# How do you simplify the addition of square root

$2\sqrt{x} + \sqrt{3}$

How do I simplify this?

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It can’t be simplified any further. – Brian M. Scott Oct 3 '11 at 23:25
Check the edit. I left something out. – David Oct 3 '11 at 23:28
That doesn't make it any better. – joriki Oct 3 '11 at 23:32
Brian's comment still applies, even after your edit. – J. M. Oct 3 '11 at 23:32
What's not simple about that? – mixedmath Oct 4 '11 at 0:47

Maybe you are searching for something similar to this:

$$\sqrt{a{^+ _-}\sqrt{b}}=\sqrt{\frac{a+c}{2}}{^+ _-}\sqrt{\frac{a-c}{2}}$$

$$c=\sqrt{a^2-b}$$

A example:

$\sqrt{5{^+_-}\sqrt{24}}=\sqrt{\frac{5+1}{2}}{^+_-}\sqrt{\frac{5-1}{2}}=\sqrt{3}{^+_-}\sqrt{2}$

$2\sqrt{x}+\sqrt{3}=\sqrt{3}+\sqrt{4x}$

$a+c=2\times3$

$a-c=2\times4x$

So,

$a=4x+3$

$c=3-4x$

$b=a^2-c^2=(a-c)(a+c)=8x\times6=48x=3x\times4^2$

The final is:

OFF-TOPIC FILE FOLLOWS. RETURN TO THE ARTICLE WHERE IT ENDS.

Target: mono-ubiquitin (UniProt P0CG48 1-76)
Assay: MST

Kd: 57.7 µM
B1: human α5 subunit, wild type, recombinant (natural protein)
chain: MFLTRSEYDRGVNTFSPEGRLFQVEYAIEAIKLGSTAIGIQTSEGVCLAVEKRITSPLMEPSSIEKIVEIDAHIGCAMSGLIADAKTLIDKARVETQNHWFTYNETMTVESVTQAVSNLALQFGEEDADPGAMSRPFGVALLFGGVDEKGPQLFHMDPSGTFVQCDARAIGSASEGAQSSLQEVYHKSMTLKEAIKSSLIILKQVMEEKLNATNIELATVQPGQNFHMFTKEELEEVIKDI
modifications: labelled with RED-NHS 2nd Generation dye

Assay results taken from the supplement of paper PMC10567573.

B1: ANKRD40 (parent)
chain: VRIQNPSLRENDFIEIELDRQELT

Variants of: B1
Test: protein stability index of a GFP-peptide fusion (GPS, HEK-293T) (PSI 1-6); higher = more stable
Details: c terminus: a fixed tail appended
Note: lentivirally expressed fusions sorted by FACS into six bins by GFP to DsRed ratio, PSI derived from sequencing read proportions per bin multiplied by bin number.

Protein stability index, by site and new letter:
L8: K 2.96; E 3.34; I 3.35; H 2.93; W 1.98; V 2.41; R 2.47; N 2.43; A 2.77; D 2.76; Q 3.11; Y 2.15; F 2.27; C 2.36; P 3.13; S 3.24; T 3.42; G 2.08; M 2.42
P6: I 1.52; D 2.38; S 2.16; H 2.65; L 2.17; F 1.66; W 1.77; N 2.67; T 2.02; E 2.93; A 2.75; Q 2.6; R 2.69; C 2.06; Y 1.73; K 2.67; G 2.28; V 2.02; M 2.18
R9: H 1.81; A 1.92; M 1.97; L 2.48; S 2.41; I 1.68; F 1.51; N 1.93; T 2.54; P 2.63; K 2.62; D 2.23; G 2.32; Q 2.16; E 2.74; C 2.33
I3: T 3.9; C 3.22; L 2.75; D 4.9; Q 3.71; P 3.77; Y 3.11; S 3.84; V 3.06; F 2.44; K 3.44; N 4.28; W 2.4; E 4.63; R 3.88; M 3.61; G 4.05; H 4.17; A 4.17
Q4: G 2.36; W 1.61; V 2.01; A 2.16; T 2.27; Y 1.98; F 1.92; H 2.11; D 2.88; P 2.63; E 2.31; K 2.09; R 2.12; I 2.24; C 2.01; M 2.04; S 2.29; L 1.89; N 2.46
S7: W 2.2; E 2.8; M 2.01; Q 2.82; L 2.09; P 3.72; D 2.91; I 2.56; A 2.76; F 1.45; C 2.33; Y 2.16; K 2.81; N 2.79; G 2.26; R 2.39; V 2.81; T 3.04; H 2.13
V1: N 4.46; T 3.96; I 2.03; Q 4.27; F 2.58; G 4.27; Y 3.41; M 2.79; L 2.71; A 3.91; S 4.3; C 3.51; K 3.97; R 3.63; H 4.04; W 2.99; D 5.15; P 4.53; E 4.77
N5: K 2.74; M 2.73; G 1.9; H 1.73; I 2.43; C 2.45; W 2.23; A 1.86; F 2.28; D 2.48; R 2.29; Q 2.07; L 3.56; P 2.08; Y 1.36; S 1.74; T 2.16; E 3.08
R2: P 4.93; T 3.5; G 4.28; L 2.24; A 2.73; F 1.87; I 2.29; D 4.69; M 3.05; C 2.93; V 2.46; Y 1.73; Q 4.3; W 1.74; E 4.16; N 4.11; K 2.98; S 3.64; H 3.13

$$2\sqrt{x}+\sqrt{3}=\sqrt{4x+3+4\sqrt{3x}}$$

But it needs a better investigation of the existence conditions in these calculus.

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I haven't followed the details of the calculations, but how is the final result supposed to be simpler than $2\sqrt{x} + \sqrt{3}$? – t.b. Nov 11 '11 at 1:36
It's no simpler (I wrote Maybe you are searching for something similar to this:), it's just a transformation and maybe was he is looking for. If he tells not I'll delete if none think this useful. – GarouDan Nov 16 '11 at 13:26
Compare with my Simple Denesting Formula. – Bill Dubuque Dec 11 '11 at 17:49

This seems a simpler derivation to me:

Squaring $a \sqrt x + \sqrt b$ we get $a^2 x + b + 2a \sqrt{bx}$ so $$a \sqrt x + \sqrt b = \sqrt{a^2 x + b + 2a \sqrt{bx}}.$$

This seems to be a more complicated result to me.

I know, it's all about me.

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